Dream­ers use ‘pa­role’ loop­hole for ci­ti­zen­ship path

The Washington Times Weekly - - Politics - BY STEPHEN DI­NAN

DACA wasn’t sup­posed to be a path­way to ci­ti­zen­ship, yet at least 14,000 il­le­gal im­mi­grant “Dream­ers” man­aged to use the Obama-era de­por­ta­tion amnesty for ex­actly that pur­pose, the gov­ern­ment re­vealed.

The Dream­ers took ad­van­tage of a “loop­hole” that al­lowed them to leave the coun­try and be “paroled” back into the U.S. — and un­der the law, any­one who is paroled can ap­ply to ad­just their sta­tus to a full le­gal per­ma­nent res­i­dent, or green card holder.

That’s the key in­ter­me­di­ate step on the path to ci­ti­zen­ship.

“[Pres­i­dent] Obama re­peat­edly main­tained that DACA was not an amnesty, would not give im­mu­nity for il­le­gal res­i­dence, nor a path to ci­ti­zen­ship, but this im­proper loop­hole was set up to do ex­actly that — an ex­pe­dited, con­se­quence­free path to ci­ti­zen­ship for those with a spouse or em­ploy­ment spon­sor,” said Jes­sica Vaughan, pol­icy stud­ies di­rec­tor at the Cen­ter for Im­mi­gra­tion Stud­ies.

The rev­e­la­tion is in a fil­ing in the on­go­ing lit­i­ga­tion over Pres­i­dent Trump’s 2017 at­tempt to phase out the pro­gram.

The gov­ern­ment re­ported the num­ber who re­ceived ex­pe­dited sta­tus through mar­riage to a U.S. cit­i­zen.

Ms. Vaughan said thou­sands more could have ob­tained green cards through job ties or other fam­ily re­la­tion­ships.

The Trump ad­min­is­tra­tion re­ported to Congress in 2017 that more than 45,000 DACA re­cip­i­ents had been granted ad­vance pa­role — per­mis­sion for those in the U.S. with­out per­ma­nent le­gal sta­tus to leave and then reen­ter — cre­at­ing the op­por­tu­nity for them to find a valid visa that would earn them a path to ci­ti­zen­ship.

Mr. Obama, in cre­at­ing De­ferred Ac­tion for Child­hood Ar­rivals through a Home­land Se­cu­rity Depart­ment memo in 2012, in­sisted that those who ap­plied weren’t get­ting a leg up.

“Now let’s be clear: This is not amnesty, this is not im­mu­nity, this is not a path to ci­ti­zen­ship,” he said.

But his ad­min­is­tra­tion, in writ­ing the rules for DACA, opened a large door­way to that path by specif­i­cally grant­ing them the chance to win ad­vance pa­role.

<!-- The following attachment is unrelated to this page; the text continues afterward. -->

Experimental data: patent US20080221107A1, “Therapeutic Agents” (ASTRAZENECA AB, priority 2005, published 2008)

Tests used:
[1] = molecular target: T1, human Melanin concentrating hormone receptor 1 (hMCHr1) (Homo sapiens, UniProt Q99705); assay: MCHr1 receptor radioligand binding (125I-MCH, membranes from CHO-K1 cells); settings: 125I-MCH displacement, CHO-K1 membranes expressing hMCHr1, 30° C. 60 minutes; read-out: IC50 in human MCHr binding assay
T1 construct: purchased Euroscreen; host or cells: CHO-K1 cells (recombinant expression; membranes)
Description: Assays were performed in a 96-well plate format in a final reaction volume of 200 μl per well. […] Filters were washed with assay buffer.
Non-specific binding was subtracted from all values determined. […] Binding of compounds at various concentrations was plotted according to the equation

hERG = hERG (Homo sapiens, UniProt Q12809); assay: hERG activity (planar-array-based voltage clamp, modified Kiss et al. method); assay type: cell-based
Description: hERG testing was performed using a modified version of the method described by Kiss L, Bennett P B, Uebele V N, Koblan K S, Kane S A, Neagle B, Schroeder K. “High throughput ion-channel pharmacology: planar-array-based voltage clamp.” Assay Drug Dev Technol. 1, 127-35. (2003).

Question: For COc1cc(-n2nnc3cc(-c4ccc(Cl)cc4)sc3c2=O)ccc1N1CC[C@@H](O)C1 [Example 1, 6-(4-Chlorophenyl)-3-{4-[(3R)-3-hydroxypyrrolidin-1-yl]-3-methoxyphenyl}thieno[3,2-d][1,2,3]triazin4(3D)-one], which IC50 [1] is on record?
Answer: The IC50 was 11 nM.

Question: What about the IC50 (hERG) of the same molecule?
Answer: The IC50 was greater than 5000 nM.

Un­der that sys­tem, a mi­grant who has an ur­gent hu­man­i­tar­ian rea­son can be granted per­mis­sion to leave, then to reen­ter the coun­try. Be­ing paroled back into the U.S. then opens up the ci­ti­zen­ship av­enue.

Pa­role was put into place nearly 60 years ago as a hu­man­i­tar­ian pro­tec­tion to let peo­ple into the U.S. with­out for­mally ad­mit­ting them.

But grant­ing ad­vance pa­role has no ba­sis in law, said Matt O’Brien, a for­mer of­fi­cial at U.S. Ci­ti­zen­ship and

Im­mi­gra­tion Ser­vices who is now with the Fed­er­a­tion for Amer­i­can Im­mi­gra­tion Re­form.

Mr. O’Brien said pa­role was in­tended to act as a sort of asy­lum law, giv­ing im­mi­gra­tion of­fi­cials a way to let in peo­ple who showed up at the bor­ders or air­ports hav­ing fled com­mu­nism or other op­pres­sive regimes.

But ad­vance pa­role is now be­ing used by peo­ple al­ready in the U.S. with­out solid le­gal sta­tus — of­ten il­le­gal im­mi­grants — to skirt the law.

He said he and other col­leagues at USCIS warned the Obama team at the time about the “glar­ing loop­hole” they were cre­at­ing by ex­tend­ing pa­role to DACA re­cip­i­ents.

“Per­mit­ting parolees, who have not been for­mally ad­mit­ted to the U.S., to ad­just is a glar­ing loop­hole in our im­mi­gra­tion law. And, in my opin­ion, it is a loop­hole that is sig­nif­i­cantly more dan­ger­ous than any of the asy­lum loop­holes,” Mr. O’Brien said.

Ad­vance pa­role is sup­posed to be granted only in cases in which a mi­grant has a com­pelling need to leave the U.S.

Im­mi­grant rights or­ga­ni­za­tions set about to cre­ate op­por­tu­ni­ties to give DACA re­cip­i­ents a chance to win green cards.

In one prom­i­nent case, the Cal­i­for­ni­aMex­ico Stud­ies Cen­ter ad­ver­tised such a pro­gram, charg­ing thou­sands of dol­lars to give Dream­ers a chance to travel to Mex­ico so they could qual­ify for ad­vance pa­role.

Part of the fees the pro­gram col­lects helps pay for “le­gal ad­vice and fil­ing as­sis­tance” in ob­tain­ing ad­vance pa­role.

The Obama ad­min­is­tra­tion kept the DACA ad­vance pa­role data se­cret and re­fused to an­swer in­quiries from Repub­li­can law­mak­ers.

The Trump ad­min­is­tra­tion in 2017 re­versed that pol­icy and re­vealed that more than 45,000 DACA re­cip­i­ents had been granted ad­vance pa­role.

Of those 45,000, USCIS says 13,908 to 14,358 DACA re­cip­i­ents have gone on to get green cards.

The Mex­i­can Amer­i­can Le­gal De­fense and Ed­u­ca­tional Fund (MALDEF), the or­ga­ni­za­tion that is lead­ing the le­gal de­fense of DACA in the court­room and pried loose the data from USCIS, de­clined to com­ment.

It’s not clear why MALDEF sought the data.

Mr. Trump, in an­nounc­ing his at­tempt to phase out DACA in 2017, can­celed the abil­ity of Dream­ers to use ad­vance pa­role to get on the path to ci­ti­zen­ship.

Fed­eral courts have blocked most of the DACA phase­out, but they left in place the ad­vance pa­role pro­hi­bi­tion.

“USCIS is no longer ac­cept­ing or ap­prov­ing ad­vance pa­role re­quests from DACA re­cip­i­ents un­der stan­dards as­so­ci­ated with the DACA pol­icy,” the agency told The Wash­ing­ton Times.

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